049 – Erin Barbour Scala, Petit Pois and Fleurie

erin-scalaWine Work. Sometimes in my travels, I meet a person whose excitement and passion for what they do is so all-encompassing I decide I must talk with them immediately. Meet Erin Scala, sommelier at Petit Pois and Fleurie restaurants in Charlottesville, Virginia.

I met Erin during an incredible and completely unplanned experience at Fleurie during the Virginia Festival of the Book. Chef Nora Pouillion, Gail Hobbs-Page, and Martha Stafford invited me to dinner, so of course I said yes. When I observed Erin’s enthusiasm for pairing wine with food, I asked her to be on the podcast right then and there.

Erin came to the wine world unexpectedly when she started working in restaurants to support a burgeoning career as a drummer. Which ultimately brought her to Fleurie. One day she overheard the chef talking with the distributor about a wine that smelled of olives. This created a spark of interest. After tasting this wine paired with a tapenade, a passion was born. Soon after she was spending all of her extra time and money buying wine, reading about wine, learning and living the world of wine.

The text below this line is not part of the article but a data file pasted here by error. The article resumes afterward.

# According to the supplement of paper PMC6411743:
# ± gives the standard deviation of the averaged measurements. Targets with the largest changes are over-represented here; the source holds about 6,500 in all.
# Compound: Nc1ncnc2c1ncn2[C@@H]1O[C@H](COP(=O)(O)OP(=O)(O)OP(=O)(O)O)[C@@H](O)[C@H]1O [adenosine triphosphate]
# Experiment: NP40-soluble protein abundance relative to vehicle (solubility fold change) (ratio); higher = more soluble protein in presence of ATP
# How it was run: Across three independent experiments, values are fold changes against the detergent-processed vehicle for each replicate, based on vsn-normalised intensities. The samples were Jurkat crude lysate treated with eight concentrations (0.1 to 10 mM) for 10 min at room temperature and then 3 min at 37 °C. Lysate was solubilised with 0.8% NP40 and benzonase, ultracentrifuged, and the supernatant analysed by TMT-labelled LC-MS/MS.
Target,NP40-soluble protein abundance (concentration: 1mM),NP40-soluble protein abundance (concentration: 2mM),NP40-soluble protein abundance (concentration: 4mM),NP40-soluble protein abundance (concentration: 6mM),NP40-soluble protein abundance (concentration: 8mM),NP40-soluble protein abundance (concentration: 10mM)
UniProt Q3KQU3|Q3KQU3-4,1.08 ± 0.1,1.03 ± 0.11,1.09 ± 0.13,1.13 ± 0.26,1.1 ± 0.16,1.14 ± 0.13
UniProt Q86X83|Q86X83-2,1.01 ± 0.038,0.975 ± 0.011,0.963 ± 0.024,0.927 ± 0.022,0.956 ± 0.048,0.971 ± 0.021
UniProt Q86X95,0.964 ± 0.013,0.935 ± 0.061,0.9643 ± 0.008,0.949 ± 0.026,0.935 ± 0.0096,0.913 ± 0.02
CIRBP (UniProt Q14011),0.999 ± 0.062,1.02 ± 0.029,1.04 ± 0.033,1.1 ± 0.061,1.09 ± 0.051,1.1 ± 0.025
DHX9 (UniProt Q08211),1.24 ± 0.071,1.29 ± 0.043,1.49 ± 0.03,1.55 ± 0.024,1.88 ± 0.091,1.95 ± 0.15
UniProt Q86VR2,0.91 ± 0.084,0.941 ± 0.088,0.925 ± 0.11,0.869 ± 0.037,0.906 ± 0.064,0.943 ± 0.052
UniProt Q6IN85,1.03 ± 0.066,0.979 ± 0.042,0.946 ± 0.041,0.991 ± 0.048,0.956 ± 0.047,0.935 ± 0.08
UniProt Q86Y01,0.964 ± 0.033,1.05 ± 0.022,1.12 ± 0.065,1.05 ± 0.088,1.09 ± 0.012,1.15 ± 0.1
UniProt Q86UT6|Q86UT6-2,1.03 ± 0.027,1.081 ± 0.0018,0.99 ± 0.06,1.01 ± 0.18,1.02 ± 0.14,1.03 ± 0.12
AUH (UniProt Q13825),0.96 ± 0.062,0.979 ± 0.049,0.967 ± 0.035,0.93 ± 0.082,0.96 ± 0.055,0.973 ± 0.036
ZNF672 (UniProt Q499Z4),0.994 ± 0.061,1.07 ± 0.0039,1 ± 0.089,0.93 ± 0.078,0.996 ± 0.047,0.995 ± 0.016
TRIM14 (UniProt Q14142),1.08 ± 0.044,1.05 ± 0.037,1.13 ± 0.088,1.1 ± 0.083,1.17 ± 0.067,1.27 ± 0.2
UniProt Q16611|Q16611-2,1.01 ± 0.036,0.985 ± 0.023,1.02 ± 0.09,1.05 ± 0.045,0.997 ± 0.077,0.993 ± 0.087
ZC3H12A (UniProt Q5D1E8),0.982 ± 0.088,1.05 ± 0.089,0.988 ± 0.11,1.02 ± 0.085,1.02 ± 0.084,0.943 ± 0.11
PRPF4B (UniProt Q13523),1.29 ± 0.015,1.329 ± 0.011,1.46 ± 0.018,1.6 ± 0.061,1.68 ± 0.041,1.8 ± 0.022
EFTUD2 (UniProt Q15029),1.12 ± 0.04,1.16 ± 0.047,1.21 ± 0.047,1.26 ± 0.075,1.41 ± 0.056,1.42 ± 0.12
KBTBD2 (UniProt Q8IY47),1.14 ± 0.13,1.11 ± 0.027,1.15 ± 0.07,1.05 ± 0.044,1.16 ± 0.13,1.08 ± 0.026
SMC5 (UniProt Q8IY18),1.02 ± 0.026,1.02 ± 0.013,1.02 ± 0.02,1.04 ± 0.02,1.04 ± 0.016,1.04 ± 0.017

Her approach to pairing is unique and fascinating. The Washington Post agrees. As a sommelier, Erin observes her customer closely. What do they order? Is it meats or a light salad? Are they trying to impress a date or client? Do they butter their bread heavily or not at all? Do they drink their water without ice? What cocktail are they enjoying? Only after gathering this information does she make her suggestions to give the diner perfect synergy between food and wine. She keeps records of what wine they ordered last time and whether or not they enjoyed it. This kind of attention to detail ensures excellent customer service.

It’s a challenging skill to create a wine list. You must choose ones that taste good, are a good value, but still meet your bottom line. How does she make her selections? By not padding it with popular selling varietals instead choosing carefully, making sure each wine pairs well with the food served in each restaurant. She pulls from her past experience as a musician to “compose” every pairing, using music-related words to describe the wines to folks who might be intimidated by the numerous choices.